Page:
Loans And Financing For New Businesses–Sources Of Capital For Startups To Aid In Business Growth

Loans and alternative sources of financing can be helpful for new businesses, but sources of capital for startups that are used to aid businesses in growing and expanding their operations can vary and, depending on the route a business owner takes, could either be greatly helpful in their small business goals or may create problems if not properly implemented and offer opportunities to use capital as a way to wisely invest in their organization.

While traditional loans are one of the starting points for many businesses, there are also credit unions and peer to peer lending networks that can offer businesses capital that may either be more affordable or more easily accessible as, in some cases, new businesses could have a difficult time finding funds for a startup. Peer-to-peer lending, as an example, can be helpful as individual investors may simply see a company and like the idea they promote or services they wish to provide, but consumers must be careful when it comes to entering into agreements in these instances as there are some cases where unfair practices from a lender or excessive costs could be associated with a specific alternative financing opportunity.

Yet, these peer-to-peer networks are just one source that business owners have used, as there are businesses and entrepreneurs who are getting financing from simple outside investors like family members or well-established investment companies. Obviously, when it comes to financing opportunities outside of traditional small business loans, there are some advisers who are concerned about mistakes that may be present within a new company which could cost them funding or could slow their growth.

As an example, companies who may issue stock as a way to raise capital are advised to show restraint as there are different types of stocks a company may use to open up investment capital opportunities. Some basic advice on issuing stocks for new businesses from states that, “Business founders should receive common shares. Preferred shares should be set aside for future investors.” Obviously, wisely setting up stock options for potential investors will be beneficial in the future as, again, companies that are growing and may need further financial support will greatly be able to benefit from the sale of stock options, but when it comes to financing for companies who may not offer stocks, there are also sources of capital that can be made available outside of this particular financing methods.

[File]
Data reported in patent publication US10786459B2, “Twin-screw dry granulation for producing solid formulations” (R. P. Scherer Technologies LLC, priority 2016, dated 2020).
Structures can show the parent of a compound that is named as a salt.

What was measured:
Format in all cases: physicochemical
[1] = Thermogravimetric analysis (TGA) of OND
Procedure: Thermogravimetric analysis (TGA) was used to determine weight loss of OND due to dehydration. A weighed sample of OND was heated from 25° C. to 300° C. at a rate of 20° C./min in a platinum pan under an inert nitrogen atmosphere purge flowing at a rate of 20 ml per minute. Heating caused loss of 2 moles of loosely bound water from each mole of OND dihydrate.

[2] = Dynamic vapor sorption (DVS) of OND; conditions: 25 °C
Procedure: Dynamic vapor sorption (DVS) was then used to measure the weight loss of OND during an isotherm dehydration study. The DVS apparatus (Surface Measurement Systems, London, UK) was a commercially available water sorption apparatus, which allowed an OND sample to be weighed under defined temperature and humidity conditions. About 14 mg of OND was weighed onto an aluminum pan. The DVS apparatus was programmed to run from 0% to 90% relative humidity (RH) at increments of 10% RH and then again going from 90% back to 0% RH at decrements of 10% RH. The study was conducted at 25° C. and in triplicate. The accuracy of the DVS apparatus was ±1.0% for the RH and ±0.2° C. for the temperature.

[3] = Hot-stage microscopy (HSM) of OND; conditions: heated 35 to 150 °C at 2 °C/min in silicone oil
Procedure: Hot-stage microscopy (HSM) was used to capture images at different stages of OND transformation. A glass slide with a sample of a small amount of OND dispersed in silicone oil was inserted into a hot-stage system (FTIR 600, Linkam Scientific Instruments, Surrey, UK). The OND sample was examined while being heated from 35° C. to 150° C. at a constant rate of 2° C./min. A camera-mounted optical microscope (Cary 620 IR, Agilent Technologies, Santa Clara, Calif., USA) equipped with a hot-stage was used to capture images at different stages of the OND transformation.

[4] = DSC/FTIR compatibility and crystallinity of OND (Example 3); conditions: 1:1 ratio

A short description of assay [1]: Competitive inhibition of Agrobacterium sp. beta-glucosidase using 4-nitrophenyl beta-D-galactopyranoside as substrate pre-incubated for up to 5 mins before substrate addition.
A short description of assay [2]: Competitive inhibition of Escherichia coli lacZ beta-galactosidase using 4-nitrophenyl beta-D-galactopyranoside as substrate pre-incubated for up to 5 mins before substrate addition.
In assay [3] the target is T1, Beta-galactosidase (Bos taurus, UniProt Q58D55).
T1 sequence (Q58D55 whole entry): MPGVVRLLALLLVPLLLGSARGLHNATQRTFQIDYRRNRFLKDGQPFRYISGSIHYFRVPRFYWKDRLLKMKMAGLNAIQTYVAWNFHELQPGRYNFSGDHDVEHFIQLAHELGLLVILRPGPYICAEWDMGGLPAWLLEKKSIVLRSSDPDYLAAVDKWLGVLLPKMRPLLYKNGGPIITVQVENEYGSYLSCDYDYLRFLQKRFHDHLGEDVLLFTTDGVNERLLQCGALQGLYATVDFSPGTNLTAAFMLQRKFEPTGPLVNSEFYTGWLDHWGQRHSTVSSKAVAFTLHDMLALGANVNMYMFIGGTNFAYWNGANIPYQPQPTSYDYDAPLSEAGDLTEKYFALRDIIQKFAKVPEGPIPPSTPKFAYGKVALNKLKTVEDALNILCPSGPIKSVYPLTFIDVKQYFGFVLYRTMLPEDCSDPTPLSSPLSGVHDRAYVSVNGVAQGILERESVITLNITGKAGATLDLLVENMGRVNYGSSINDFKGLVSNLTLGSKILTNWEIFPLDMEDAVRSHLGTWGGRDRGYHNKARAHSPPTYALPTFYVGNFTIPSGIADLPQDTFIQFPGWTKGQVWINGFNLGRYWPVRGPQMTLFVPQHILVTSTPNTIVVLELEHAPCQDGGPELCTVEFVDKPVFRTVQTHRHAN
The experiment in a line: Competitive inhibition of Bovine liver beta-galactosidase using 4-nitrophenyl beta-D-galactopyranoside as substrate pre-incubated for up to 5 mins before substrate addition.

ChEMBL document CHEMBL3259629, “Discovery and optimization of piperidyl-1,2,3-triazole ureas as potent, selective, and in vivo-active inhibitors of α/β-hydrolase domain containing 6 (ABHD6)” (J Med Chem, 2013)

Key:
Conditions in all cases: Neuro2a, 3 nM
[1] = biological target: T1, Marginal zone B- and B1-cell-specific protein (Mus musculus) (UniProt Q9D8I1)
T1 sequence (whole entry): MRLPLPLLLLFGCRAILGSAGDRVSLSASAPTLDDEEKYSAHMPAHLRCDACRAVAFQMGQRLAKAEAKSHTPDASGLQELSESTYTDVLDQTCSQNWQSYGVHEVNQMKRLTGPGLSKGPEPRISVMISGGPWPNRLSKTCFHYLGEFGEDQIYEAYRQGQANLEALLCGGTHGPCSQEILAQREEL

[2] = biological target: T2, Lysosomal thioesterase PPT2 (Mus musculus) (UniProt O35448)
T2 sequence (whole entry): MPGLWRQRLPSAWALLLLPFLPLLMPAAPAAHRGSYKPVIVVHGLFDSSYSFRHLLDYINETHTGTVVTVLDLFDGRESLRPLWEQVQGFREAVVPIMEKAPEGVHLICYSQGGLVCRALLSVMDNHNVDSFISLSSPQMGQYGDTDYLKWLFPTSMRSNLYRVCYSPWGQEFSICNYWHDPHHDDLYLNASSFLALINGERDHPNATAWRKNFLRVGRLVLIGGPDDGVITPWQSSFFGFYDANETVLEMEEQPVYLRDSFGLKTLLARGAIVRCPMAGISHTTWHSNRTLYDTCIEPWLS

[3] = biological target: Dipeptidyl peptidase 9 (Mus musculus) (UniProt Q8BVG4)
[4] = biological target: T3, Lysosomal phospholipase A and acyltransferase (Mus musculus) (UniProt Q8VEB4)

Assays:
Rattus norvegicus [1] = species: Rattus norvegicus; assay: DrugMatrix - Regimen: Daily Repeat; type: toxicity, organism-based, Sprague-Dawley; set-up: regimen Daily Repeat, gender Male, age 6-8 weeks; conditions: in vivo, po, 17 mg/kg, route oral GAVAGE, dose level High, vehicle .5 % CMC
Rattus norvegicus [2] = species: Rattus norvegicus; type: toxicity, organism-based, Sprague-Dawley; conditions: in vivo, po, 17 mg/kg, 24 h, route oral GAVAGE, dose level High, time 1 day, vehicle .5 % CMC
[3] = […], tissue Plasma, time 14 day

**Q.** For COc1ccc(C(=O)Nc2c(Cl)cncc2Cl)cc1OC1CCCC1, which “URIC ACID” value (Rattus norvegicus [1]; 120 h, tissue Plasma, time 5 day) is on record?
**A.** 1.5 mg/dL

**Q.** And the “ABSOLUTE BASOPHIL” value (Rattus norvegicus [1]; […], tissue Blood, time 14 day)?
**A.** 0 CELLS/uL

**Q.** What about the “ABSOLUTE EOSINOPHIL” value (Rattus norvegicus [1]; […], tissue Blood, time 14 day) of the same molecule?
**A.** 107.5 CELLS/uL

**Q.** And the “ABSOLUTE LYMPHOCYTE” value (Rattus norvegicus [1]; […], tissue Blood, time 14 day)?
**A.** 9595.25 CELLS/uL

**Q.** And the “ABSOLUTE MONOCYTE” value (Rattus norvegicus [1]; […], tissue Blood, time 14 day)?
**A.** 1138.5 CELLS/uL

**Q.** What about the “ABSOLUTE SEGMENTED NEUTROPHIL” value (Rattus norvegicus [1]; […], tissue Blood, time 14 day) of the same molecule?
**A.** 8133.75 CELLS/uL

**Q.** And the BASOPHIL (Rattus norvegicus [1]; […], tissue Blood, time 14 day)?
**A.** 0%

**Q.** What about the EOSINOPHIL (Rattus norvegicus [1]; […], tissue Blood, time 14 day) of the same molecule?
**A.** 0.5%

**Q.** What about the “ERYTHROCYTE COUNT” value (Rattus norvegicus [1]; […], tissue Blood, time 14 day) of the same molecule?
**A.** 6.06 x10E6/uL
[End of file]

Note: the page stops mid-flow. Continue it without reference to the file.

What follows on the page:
While, again, there are loans available for small businesses outside of large financial institutions, as credit unions or community banks, as well as ,specific programs like those from the SBA may offer loans or microloans to new companies, looking for investors is, once again, another option that companies could access if capital may be needed and a small business loan is either unavailable or a company wishes to avoid debt. In some cases, new businesses may be able to find outside investors who will offer financing to a company in exchange for compensation later, if a company grows and see success. Yet, with this particular source of financing, many business owners may either need to have a close relationship with an investor, again like a family member, or they will have to diligently prepare a presentation to outside investors as to why their company is felt to be a good investment and could yield returns on any investments made.  No matter the financing methods a company chooses, business owners often will explore different options, simply weigh the pros and cons of these sources of capital, and see which plan best fits with their business and goals.  However, avoiding excessive costs or commitments that could later hurt a business owner are obviously aspects of alternative financing that entrepreneurs must be aware of when working with non-traditional investment options.